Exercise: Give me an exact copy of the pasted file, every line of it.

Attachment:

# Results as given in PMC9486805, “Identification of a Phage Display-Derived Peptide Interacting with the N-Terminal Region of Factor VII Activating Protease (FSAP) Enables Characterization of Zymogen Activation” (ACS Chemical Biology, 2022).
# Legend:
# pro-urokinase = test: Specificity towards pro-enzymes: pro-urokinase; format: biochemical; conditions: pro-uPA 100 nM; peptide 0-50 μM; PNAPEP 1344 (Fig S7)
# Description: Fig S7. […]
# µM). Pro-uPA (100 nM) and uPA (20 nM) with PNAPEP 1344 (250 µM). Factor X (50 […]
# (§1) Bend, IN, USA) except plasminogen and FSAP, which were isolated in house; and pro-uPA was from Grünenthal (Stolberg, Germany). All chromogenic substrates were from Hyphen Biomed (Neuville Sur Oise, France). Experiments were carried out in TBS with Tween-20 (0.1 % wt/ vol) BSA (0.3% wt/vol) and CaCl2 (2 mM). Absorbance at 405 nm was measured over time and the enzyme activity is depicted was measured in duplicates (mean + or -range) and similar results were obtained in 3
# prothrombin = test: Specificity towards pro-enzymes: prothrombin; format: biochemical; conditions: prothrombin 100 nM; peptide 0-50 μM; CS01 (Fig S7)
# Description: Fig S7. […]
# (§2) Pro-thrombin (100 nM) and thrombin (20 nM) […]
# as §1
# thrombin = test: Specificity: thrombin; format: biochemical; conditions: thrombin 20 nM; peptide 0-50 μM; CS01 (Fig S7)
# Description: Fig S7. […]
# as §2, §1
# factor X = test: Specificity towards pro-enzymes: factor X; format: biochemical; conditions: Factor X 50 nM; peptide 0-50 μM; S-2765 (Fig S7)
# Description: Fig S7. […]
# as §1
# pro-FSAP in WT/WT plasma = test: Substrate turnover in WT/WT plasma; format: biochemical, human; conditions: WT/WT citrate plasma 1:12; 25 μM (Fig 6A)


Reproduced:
# Results as given in PMC9486805, “Identification of a Phage Display-Derived Peptide Interacting with the N-Terminal Region of Factor VII Activating Protease (FSAP) Enables Characterization of Zymogen Activation” (ACS Chemical Biology, 2022).
# Legend:
# pro-urokinase = test: Specificity towards pro-enzymes: pro-urokinase; format: biochemical; conditions: pro-uPA 100 nM; peptide 0-50 μM; PNAPEP 1344 (Fig S7)
# Description: Fig S7. […]
# µM). Pro-uPA (100 nM) and uPA (20 nM) with PNAPEP 1344 (250 µM). Factor X (50 […]
# (§1) Bend, IN, USA) except plasminogen and FSAP, which were isolated in house; and pro-uPA was from Grünenthal (Stolberg, Germany). All chromogenic substrates were from Hyphen Biomed (Neuville Sur Oise, France). Experiments were carried out in TBS with Tween-20 (0.1 % wt/ vol) BSA (0.3% wt/vol) and CaCl2 (2 mM). Absorbance at 405 nm was measured over time and the enzyme activity is depicted was measured in duplicates (mean + or -range) and similar results were obtained in 3
# prothrombin = test: Specificity towards pro-enzymes: prothrombin; format: biochemical; conditions: prothrombin 100 nM; peptide 0-50 μM; CS01 (Fig S7)
# Description: Fig S7. […]
# (§2) Pro-thrombin (100 nM) and thrombin (20 nM) […]
# as §1
# thrombin = test: Specificity: thrombin; format: biochemical; conditions: thrombin 20 nM; peptide 0-50 μM; CS01 (Fig S7)
# Description: Fig S7. […]
# as §2, §1
# factor X = test: Specificity towards pro-enzymes: factor X; format: biochemical; conditions: Factor X 50 nM; peptide 0-50 μM; S-2765 (Fig S7)
# Description: Fig S7. […]
# as §1
# pro-FSAP in WT/WT plasma = test: Substrate turnover in WT/WT plasma; format: biochemical, human; conditions: WT/WT citrate plasma 1:12; 25 μM (Fig 6A)